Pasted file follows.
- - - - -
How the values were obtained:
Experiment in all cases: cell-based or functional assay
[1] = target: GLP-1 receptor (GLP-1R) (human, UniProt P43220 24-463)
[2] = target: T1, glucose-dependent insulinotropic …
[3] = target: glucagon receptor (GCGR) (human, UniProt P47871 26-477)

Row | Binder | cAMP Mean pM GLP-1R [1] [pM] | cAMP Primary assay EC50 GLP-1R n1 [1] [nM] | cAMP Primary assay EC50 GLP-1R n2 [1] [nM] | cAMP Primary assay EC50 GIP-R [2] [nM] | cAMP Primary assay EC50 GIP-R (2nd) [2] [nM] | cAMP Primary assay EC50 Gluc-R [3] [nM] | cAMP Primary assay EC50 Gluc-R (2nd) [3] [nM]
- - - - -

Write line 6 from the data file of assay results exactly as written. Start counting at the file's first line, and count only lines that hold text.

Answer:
Row | Binder | cAMP Mean pM GLP-1R [1] [pM] | cAMP Primary assay EC50 GLP-1R n1 [1] [nM] | cAMP Primary assay EC50 GLP-1R n2 [1] [nM] | cAMP Primary assay EC50 GIP-R [2] [nM] | cAMP Primary assay EC50 GIP-R (2nd) [2] [nM] | cAMP Primary assay EC50 Gluc-R [3] [nM] | cAMP Primary assay EC50 Gluc-R (2nd) [3] [nM]